6. Take the temperature with your digital thermometer of the oil solution and the lye solution, making sure that you wipe off the probe with a paper towel between each use. The trick is to get the two solutions around the same temperature, around 98 degrees to 110 farenheit. This is the most difficult part of the whole process. The lye solution will take about an hour to come down from a high of around 160 degrees to the lower temperature that you need. The following is a useful video on how to do this:
7. Plug in your immersion blender so it is ready to use.
8.Combine the two solutions once they have reached the right temperatures (see above), pouring the lye solution into the pan of oils and stirring with the wooden spoon a couple of times.
10. Without turning on the blender yet, immerse it into the mixture down to the bottom of the pan. Make sure that your gloves and goggles are on because you could get splattered a bit. I also like to put the saucepan in the sink for this step. You can do this by hand without a blender, but it will take much longer with a lot of stirring!
11. Turn on the blender and slowly circulate it around the circumference of the pan. Keep blending, watching the consistency. Within a few minutes, the mixture will start turning opaque and thicken. Keep blending until the mixture starts forming a ‘trace’, which is just part of the mix leaving a visible swirl on top. The mixture should be the consistency of runny pudding.
12. Add your essential oil and mix in.
13. Pour your soap into your mold which has been lined with parchment paper and smooth it down with your spoon.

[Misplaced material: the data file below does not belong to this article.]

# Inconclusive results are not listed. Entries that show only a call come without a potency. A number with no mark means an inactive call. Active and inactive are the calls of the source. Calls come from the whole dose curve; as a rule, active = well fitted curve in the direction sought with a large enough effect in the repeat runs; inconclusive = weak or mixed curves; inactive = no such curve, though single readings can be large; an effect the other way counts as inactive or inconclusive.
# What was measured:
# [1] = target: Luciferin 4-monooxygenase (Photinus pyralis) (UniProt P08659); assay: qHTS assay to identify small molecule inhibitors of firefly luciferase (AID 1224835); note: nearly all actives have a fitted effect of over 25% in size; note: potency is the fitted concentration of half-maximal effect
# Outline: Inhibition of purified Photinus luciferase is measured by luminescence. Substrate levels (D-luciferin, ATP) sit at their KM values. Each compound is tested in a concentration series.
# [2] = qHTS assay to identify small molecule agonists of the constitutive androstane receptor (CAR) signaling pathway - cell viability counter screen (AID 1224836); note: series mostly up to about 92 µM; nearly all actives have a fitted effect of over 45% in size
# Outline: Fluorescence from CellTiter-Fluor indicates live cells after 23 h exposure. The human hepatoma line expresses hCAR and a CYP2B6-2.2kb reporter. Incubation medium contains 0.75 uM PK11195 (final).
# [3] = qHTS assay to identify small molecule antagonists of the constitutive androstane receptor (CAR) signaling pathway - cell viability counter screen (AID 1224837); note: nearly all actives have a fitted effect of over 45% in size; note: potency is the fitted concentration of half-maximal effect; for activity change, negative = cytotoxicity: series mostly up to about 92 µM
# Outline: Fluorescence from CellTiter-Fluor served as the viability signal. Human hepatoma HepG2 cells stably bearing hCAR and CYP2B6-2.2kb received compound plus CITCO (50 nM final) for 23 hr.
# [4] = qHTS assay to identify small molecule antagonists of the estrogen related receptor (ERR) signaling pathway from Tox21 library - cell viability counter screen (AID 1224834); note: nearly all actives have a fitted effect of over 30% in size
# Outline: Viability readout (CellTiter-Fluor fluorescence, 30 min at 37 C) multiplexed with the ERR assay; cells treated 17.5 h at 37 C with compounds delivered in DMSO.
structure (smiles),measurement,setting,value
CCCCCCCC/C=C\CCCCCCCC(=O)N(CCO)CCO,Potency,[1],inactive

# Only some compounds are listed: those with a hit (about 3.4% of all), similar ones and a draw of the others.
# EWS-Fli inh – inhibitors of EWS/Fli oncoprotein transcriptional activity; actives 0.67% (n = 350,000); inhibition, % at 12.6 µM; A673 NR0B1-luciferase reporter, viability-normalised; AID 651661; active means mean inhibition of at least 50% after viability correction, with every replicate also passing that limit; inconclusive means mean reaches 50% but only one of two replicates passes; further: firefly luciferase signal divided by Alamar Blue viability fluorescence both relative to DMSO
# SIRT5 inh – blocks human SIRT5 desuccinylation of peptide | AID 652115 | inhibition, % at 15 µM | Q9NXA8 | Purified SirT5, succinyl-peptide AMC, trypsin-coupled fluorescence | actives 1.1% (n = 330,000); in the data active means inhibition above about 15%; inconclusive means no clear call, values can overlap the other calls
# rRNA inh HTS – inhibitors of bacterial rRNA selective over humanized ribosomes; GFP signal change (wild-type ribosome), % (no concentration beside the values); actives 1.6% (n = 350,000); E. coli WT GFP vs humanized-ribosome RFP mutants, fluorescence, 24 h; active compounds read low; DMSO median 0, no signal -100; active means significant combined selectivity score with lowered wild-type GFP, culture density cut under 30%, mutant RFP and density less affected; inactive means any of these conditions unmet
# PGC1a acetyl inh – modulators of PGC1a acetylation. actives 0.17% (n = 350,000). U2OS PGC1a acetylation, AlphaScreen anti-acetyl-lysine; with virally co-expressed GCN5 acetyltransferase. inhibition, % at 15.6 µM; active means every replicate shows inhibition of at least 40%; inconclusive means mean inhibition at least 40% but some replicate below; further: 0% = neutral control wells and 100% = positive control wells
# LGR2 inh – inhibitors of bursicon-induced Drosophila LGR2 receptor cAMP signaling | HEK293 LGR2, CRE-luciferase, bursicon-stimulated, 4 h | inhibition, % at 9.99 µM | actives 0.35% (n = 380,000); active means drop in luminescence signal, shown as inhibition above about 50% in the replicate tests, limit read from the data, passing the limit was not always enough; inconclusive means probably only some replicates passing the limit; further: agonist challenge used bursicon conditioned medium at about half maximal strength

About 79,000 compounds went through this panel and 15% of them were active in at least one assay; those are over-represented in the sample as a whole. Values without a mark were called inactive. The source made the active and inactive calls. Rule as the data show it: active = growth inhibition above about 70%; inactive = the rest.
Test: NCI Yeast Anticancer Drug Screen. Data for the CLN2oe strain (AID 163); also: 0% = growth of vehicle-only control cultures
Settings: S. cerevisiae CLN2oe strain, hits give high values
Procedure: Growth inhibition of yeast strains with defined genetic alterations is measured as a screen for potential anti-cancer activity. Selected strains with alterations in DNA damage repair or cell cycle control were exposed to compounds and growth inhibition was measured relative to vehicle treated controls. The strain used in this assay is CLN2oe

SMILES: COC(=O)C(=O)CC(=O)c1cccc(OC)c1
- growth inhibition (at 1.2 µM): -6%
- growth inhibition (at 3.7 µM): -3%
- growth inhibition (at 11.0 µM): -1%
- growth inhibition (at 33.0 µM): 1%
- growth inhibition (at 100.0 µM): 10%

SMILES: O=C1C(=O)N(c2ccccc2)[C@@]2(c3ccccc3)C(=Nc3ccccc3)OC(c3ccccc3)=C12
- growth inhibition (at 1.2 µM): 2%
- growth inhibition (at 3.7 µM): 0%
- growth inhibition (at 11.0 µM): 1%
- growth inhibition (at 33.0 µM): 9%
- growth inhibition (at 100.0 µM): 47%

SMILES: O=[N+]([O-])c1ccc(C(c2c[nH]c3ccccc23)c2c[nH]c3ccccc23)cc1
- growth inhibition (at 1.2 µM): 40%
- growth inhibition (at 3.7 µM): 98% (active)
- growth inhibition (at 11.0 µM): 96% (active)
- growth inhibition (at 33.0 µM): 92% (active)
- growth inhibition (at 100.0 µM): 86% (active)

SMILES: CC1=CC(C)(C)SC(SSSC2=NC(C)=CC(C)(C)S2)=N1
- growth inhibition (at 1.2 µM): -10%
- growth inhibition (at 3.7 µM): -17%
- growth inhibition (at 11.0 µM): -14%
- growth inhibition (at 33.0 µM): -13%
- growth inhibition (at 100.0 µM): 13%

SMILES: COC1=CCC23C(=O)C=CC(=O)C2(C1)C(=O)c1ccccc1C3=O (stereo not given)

14. Cover with a board and throw some towels on top and leave it for 24 hours to cool down and harden.
15. The next day, the soap is still soft enough to be cut into blocks with a sharp knife.
Out of this one batch, I made 20 blocks of soap which should last me a long time for my use and for gifts.
To clean up your mess, I take bunches of paper towels and wipe everything off thoroughly and throw the towels into a garbage bag to go outside. Remember, this stuff is very caustic and can still burn you. The immersion blender I treat the same way, and then take off the blender stick and thoroughly clean it in hot soapy water – same with the digital thermometer.
Variations and Additions
With this soap base, you can add anything to personalize and complement your own preferences, like herbs, spices and colorings. For colorings and scents, you could add chocolate, coffee, tea, paprika, mixed herbs, turmeric, cocoa, cinnamon, mint, poppy seeds, star anise, lavender buds, orange peel, rose buds, honey, marigolds, and orange peel. The possibilities are endless.
Experiment! These soaps above look good enough to eat!
I tried an oatmeal soap batch where I added oatmeal after the mixture had traced up and was getting thick. I poured the mixture into an empty clean milk carton with straight sides which had one of the long sides cut out. I pressed bubble wrap into the mixture while it was still soft to get the texture of honeycomb. The next time I add oatmeal, I will grind it up into smaller pieces. When you use this soap now, clumps of oatmeal fall out!
You have to let the soap age about a month before using as it will retain some of its caustic nature immediately after you make it. I leave it out in a sunny window to age it for a few months before using or giving it as gifts.